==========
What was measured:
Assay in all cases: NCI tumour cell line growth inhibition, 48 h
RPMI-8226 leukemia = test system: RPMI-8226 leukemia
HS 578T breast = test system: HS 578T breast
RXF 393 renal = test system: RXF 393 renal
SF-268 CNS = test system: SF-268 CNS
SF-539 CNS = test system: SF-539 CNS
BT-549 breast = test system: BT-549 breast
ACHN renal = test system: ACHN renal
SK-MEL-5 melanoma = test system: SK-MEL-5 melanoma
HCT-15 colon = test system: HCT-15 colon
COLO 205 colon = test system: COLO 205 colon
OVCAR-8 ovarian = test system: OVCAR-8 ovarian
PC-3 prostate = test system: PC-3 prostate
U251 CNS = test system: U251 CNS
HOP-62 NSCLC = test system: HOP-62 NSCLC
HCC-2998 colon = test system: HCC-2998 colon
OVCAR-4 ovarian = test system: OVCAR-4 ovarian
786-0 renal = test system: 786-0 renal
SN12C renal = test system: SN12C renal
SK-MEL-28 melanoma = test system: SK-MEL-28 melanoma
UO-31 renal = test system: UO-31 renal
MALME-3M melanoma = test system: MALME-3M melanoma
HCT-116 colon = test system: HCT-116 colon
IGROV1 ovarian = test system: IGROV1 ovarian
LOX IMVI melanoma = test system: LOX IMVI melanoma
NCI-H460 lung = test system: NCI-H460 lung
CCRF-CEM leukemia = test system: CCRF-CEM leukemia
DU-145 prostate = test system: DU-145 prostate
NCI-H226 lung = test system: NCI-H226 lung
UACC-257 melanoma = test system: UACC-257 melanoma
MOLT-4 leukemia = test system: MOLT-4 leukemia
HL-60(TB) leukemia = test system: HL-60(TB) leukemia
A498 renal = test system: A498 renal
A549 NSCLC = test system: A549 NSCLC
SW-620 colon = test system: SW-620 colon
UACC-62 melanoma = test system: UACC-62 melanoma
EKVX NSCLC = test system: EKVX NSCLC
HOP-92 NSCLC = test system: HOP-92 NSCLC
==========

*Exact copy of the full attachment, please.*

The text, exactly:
What was measured:
Assay in all cases: NCI tumour cell line growth inhibition, 48 h
RPMI-8226 leukemia = test system: RPMI-8226 leukemia
HS 578T breast = test system: HS 578T breast
RXF 393 renal = test system: RXF 393 renal
SF-268 CNS = test system: SF-268 CNS
SF-539 CNS = test system: SF-539 CNS
BT-549 breast = test system: BT-549 breast
ACHN renal = test system: ACHN renal
SK-MEL-5 melanoma = test system: SK-MEL-5 melanoma
HCT-15 colon = test system: HCT-15 colon
COLO 205 colon = test system: COLO 205 colon
OVCAR-8 ovarian = test system: OVCAR-8 ovarian
PC-3 prostate = test system: PC-3 prostate
U251 CNS = test system: U251 CNS
HOP-62 NSCLC = test system: HOP-62 NSCLC
HCC-2998 colon = test system: HCC-2998 colon
OVCAR-4 ovarian = test system: OVCAR-4 ovarian
786-0 renal = test system: 786-0 renal
SN12C renal = test system: SN12C renal
SK-MEL-28 melanoma = test system: SK-MEL-28 melanoma
UO-31 renal = test system: UO-31 renal
MALME-3M melanoma = test system: MALME-3M melanoma
HCT-116 colon = test system: HCT-116 colon
IGROV1 ovarian = test system: IGROV1 ovarian
LOX IMVI melanoma = test system: LOX IMVI melanoma
NCI-H460 lung = test system: NCI-H460 lung
CCRF-CEM leukemia = test system: CCRF-CEM leukemia
DU-145 prostate = test system: DU-145 prostate
NCI-H226 lung = test system: NCI-H226 lung
UACC-257 melanoma = test system: UACC-257 melanoma
MOLT-4 leukemia = test system: MOLT-4 leukemia
HL-60(TB) leukemia = test system: HL-60(TB) leukemia
A498 renal = test system: A498 renal
A549 NSCLC = test system: A549 NSCLC
SW-620 colon = test system: SW-620 colon
UACC-62 melanoma = test system: UACC-62 melanoma
EKVX NSCLC = test system: EKVX NSCLC
HOP-92 NSCLC = test system: HOP-92 NSCLC